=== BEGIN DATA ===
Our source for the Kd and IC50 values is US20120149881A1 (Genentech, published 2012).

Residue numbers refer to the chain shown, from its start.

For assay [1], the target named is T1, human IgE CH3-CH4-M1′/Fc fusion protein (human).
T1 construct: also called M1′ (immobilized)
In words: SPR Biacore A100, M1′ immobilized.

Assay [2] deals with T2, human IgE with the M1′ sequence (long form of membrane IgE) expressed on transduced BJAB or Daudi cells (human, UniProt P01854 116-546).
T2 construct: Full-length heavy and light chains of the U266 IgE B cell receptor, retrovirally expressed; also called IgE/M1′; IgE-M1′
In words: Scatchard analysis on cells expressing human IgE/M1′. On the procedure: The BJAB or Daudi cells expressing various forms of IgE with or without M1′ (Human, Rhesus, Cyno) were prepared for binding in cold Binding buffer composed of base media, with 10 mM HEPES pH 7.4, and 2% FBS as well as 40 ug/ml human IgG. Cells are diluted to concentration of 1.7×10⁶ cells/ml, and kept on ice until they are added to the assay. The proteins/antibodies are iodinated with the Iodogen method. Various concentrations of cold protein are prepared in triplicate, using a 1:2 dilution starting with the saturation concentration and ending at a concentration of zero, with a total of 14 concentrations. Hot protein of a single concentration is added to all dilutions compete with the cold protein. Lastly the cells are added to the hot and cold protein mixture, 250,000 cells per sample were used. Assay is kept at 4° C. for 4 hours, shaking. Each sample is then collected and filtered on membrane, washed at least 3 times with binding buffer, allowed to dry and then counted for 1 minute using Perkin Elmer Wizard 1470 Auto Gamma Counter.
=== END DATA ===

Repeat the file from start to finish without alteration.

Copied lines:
Our source for the Kd and IC50 values is US20120149881A1 (Genentech, published 2012).

Residue numbers refer to the chain shown, from its start.

For assay [1], the target named is T1, human IgE CH3-CH4-M1′/Fc fusion protein (human).
T1 construct: also called M1′ (immobilized)
In words: SPR Biacore A100, M1′ immobilized.

Assay [2] deals with T2, human IgE with the M1′ sequence (long form of membrane IgE) expressed on transduced BJAB or Daudi cells (human, UniProt P01854 116-546).
T2 construct: Full-length heavy and light chains of the U266 IgE B cell receptor, retrovirally expressed; also called IgE/M1′; IgE-M1′
In words: Scatchard analysis on cells expressing human IgE/M1′. On the procedure: The BJAB or Daudi cells expressing various forms of IgE with or without M1′ (Human, Rhesus, Cyno) were prepared for binding in cold Binding buffer composed of base media, with 10 mM HEPES pH 7.4, and 2% FBS as well as 40 ug/ml human IgG. Cells are diluted to concentration of 1.7×10⁶ cells/ml, and kept on ice until they are added to the assay. The proteins/antibodies are iodinated with the Iodogen method. Various concentrations of cold protein are prepared in triplicate, using a 1:2 dilution starting with the saturation concentration and ending at a concentration of zero, with a total of 14 concentrations. Hot protein of a single concentration is added to all dilutions compete with the cold protein. Lastly the cells are added to the hot and cold protein mixture, 250,000 cells per sample were used. Assay is kept at 4° C. for 4 hours, shaking. Each sample is then collected and filtered on membrane, washed at least 3 times with binding buffer, allowed to dry and then counted for 1 minute using Perkin Elmer Wizard 1470 Auto Gamma Counter.